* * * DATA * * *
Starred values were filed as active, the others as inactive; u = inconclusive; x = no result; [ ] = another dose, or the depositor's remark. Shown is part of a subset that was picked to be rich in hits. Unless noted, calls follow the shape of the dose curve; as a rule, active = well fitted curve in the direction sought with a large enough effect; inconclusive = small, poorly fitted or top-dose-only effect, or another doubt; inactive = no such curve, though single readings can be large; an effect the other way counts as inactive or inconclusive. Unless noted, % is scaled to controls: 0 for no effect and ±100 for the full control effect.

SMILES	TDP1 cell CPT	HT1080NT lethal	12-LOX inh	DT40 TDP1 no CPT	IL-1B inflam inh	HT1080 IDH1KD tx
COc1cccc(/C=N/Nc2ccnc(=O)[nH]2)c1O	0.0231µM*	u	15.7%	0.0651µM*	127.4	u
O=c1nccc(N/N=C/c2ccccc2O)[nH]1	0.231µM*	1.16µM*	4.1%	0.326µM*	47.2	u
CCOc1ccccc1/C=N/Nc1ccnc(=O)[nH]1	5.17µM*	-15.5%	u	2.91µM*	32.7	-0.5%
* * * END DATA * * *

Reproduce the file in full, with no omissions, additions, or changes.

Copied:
Starred values were filed as active, the others as inactive; u = inconclusive; x = no result; [ ] = another dose, or the depositor's remark. Shown is part of a subset that was picked to be rich in hits. Unless noted, calls follow the shape of the dose curve; as a rule, active = well fitted curve in the direction sought with a large enough effect; inconclusive = small, poorly fitted or top-dose-only effect, or another doubt; inactive = no such curve, though single readings can be large; an effect the other way counts as inactive or inconclusive. Unless noted, % is scaled to controls: 0 for no effect and ±100 for the full control effect.

SMILES	TDP1 cell CPT	HT1080NT lethal	12-LOX inh	DT40 TDP1 no CPT	IL-1B inflam inh	HT1080 IDH1KD tx
COc1cccc(/C=N/Nc2ccnc(=O)[nH]2)c1O	0.0231µM*	u	15.7%	0.0651µM*	127.4	u
O=c1nccc(N/N=C/c2ccccc2O)[nH]1	0.231µM*	1.16µM*	4.1%	0.326µM*	47.2	u
CCOc1ccccc1/C=N/Nc1ccnc(=O)[nH]1	5.17µM*	-15.5%	u	2.91µM*	32.7	-0.5%